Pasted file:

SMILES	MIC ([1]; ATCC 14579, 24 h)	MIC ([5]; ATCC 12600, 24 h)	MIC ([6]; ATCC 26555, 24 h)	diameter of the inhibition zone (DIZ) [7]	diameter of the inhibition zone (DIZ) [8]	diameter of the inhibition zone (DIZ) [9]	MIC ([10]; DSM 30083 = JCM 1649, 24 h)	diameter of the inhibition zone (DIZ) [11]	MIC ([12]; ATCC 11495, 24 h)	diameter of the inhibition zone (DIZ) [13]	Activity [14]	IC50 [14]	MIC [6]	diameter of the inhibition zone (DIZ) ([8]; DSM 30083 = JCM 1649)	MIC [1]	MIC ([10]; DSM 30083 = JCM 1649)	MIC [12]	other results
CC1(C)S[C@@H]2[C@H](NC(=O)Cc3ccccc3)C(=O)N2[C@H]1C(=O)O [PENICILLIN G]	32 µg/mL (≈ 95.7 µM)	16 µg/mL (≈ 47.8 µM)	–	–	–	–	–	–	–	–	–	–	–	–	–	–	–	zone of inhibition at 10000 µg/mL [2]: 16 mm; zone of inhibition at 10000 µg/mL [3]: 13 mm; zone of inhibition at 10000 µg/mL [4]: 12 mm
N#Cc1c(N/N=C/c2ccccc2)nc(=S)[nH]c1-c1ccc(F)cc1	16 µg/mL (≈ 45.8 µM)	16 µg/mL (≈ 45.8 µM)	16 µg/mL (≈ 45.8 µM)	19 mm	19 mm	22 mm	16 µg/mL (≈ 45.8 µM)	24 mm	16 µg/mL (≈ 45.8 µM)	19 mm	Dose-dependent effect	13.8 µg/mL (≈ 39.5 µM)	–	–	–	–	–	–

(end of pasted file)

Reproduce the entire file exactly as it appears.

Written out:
SMILES	MIC ([1]; ATCC 14579, 24 h)	MIC ([5]; ATCC 12600, 24 h)	MIC ([6]; ATCC 26555, 24 h)	diameter of the inhibition zone (DIZ) [7]	diameter of the inhibition zone (DIZ) [8]	diameter of the inhibition zone (DIZ) [9]	MIC ([10]; DSM 30083 = JCM 1649, 24 h)	diameter of the inhibition zone (DIZ) [11]	MIC ([12]; ATCC 11495, 24 h)	diameter of the inhibition zone (DIZ) [13]	Activity [14]	IC50 [14]	MIC [6]	diameter of the inhibition zone (DIZ) ([8]; DSM 30083 = JCM 1649)	MIC [1]	MIC ([10]; DSM 30083 = JCM 1649)	MIC [12]	other results
CC1(C)S[C@@H]2[C@H](NC(=O)Cc3ccccc3)C(=O)N2[C@H]1C(=O)O [PENICILLIN G]	32 µg/mL (≈ 95.7 µM)	16 µg/mL (≈ 47.8 µM)	–	–	–	–	–	–	–	–	–	–	–	–	–	–	–	zone of inhibition at 10000 µg/mL [2]: 16 mm; zone of inhibition at 10000 µg/mL [3]: 13 mm; zone of inhibition at 10000 µg/mL [4]: 12 mm
N#Cc1c(N/N=C/c2ccccc2)nc(=S)[nH]c1-c1ccc(F)cc1	16 µg/mL (≈ 45.8 µM)	16 µg/mL (≈ 45.8 µM)	16 µg/mL (≈ 45.8 µM)	19 mm	19 mm	22 mm	16 µg/mL (≈ 45.8 µM)	24 mm	16 µg/mL (≈ 45.8 µM)	19 mm	Dose-dependent effect	13.8 µg/mL (≈ 39.5 µM)	–	–	–	–	–	–